Wigand remains one of the most famous whistleblowers in American business history. His role in what is now known as The Big Tobacco scandal revealed that executives of cigarette companies knew that their products were addictive and that furthermore they added carcinogenic ingredients.
As a top scientist at Brown & Williamson, Wigand was the central witness in the lawsuits filed by Mississippi alongside 49 other US states which resulted in a settlement of $246billion.
His story was initially picked up by an investigative reporter for '60 Minutes' called Lowell Bergman. However, the interview was sabotaged by broadcaster CBS, while Wigand was sued, targeted and faced jail. The film 'The Insider' documents the harrowing ordeal with Russell Crowe as Wigand and Al Pacino as Bergman.
Looking for something different? Try our weird news!
With Tongue in Cheek, a Look at the Great New World Ahead
Upon reading the evening news, it would appear that almost everyone agrees at this point that global warming or climate change is happening.
WiFi Small Print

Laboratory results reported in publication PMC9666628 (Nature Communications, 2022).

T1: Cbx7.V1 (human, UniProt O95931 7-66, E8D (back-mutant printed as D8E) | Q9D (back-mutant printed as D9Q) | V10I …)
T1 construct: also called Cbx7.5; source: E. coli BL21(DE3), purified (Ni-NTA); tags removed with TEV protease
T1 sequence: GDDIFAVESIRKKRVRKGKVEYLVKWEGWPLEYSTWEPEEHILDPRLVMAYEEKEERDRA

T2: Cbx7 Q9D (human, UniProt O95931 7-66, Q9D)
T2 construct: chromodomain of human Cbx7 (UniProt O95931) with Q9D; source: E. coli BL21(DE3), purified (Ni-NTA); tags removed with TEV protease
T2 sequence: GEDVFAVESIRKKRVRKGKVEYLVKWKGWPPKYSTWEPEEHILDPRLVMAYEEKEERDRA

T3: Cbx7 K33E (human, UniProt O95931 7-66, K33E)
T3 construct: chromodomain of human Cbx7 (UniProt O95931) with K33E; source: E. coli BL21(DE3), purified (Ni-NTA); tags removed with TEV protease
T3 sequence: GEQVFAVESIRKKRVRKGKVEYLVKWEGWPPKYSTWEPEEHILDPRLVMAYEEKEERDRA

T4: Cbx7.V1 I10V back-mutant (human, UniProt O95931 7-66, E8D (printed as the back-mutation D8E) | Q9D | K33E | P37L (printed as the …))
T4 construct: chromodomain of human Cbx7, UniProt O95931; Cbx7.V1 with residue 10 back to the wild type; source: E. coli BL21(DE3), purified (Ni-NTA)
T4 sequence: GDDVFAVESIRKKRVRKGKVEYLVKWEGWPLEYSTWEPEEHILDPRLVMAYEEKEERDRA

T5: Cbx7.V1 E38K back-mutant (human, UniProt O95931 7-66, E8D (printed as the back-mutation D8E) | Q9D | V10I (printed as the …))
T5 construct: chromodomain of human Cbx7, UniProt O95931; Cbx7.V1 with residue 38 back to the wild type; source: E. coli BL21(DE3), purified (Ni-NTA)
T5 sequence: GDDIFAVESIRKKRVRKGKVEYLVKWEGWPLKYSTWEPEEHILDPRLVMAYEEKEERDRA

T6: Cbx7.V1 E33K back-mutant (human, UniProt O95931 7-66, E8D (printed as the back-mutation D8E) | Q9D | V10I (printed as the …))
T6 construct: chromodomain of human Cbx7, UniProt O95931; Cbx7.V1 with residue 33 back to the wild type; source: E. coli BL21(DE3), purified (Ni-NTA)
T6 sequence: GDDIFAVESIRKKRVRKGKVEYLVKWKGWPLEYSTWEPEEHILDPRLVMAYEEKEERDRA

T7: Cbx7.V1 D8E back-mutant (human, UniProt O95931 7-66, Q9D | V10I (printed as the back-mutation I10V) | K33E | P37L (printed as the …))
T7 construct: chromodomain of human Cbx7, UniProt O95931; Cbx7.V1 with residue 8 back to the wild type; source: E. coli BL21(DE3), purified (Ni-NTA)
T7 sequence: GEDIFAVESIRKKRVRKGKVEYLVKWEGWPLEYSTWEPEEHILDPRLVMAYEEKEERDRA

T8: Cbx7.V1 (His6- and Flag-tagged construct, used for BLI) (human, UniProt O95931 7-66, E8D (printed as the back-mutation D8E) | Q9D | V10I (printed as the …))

22,000 people agreed to clean toilets for WiFi because they did not read the terms.
Tools designed to ensure computer code in smart cars does not crash has been inspired by hungry penguins.
Floating Hotel Room
The rounded sleeping capsules send guests drifting into ocean before arriving on desert island by morning.
Does Horse Riding Make You Smarter?
Sitting on the saddle activates the part of the brain responsible for learning, a study has claimed.
Would You Donate Your Brain?
Scientists are appealing for more people to donate their brains for research after they die.
Is Man Really From Mars?
Life on Earth may have arrived from Mars on an asteroid, scientists have claimed.
Lunar mission scheduled at the end of 2017 could find out if beer can be brewed on the moon.